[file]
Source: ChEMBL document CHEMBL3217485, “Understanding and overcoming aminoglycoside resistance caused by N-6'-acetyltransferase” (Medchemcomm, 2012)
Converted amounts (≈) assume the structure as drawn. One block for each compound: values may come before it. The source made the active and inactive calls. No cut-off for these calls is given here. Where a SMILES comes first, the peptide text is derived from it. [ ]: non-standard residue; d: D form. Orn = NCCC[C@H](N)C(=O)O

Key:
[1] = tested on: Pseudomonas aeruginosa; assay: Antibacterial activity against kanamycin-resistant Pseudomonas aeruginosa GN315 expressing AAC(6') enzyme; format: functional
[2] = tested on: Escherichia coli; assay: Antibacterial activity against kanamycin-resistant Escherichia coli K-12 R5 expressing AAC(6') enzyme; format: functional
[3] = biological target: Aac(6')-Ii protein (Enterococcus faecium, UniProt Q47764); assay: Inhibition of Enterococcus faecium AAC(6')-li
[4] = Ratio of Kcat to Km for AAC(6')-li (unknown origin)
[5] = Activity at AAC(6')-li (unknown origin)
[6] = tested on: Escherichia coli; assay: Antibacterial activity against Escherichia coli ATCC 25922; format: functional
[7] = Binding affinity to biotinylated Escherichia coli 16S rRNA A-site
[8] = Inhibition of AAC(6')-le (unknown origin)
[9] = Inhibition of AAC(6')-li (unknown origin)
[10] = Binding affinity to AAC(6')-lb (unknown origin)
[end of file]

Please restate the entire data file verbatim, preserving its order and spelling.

Source: ChEMBL document CHEMBL3217485, “Understanding and overcoming aminoglycoside resistance caused by N-6'-acetyltransferase” (Medchemcomm, 2012)
Converted amounts (≈) assume the structure as drawn. One block for each compound: values may come before it. The source made the active and inactive calls. No cut-off for these calls is given here. Where a SMILES comes first, the peptide text is derived from it. [ ]: non-standard residue; d: D form. Orn = NCCC[C@H](N)C(=O)O

Key:
[1] = tested on: Pseudomonas aeruginosa; assay: Antibacterial activity against kanamycin-resistant Pseudomonas aeruginosa GN315 expressing AAC(6') enzyme; format: functional
[2] = tested on: Escherichia coli; assay: Antibacterial activity against kanamycin-resistant Escherichia coli K-12 R5 expressing AAC(6') enzyme; format: functional
[3] = biological target: Aac(6')-Ii protein (Enterococcus faecium, UniProt Q47764); assay: Inhibition of Enterococcus faecium AAC(6')-li
[4] = Ratio of Kcat to Km for AAC(6')-li (unknown origin)
[5] = Activity at AAC(6')-li (unknown origin)
[6] = tested on: Escherichia coli; assay: Antibacterial activity against Escherichia coli ATCC 25922; format: functional
[7] = Binding affinity to biotinylated Escherichia coli 16S rRNA A-site
[8] = Inhibition of AAC(6')-le (unknown origin)
[9] = Inhibition of AAC(6')-li (unknown origin)
[10] = Binding affinity to AAC(6')-lb (unknown origin)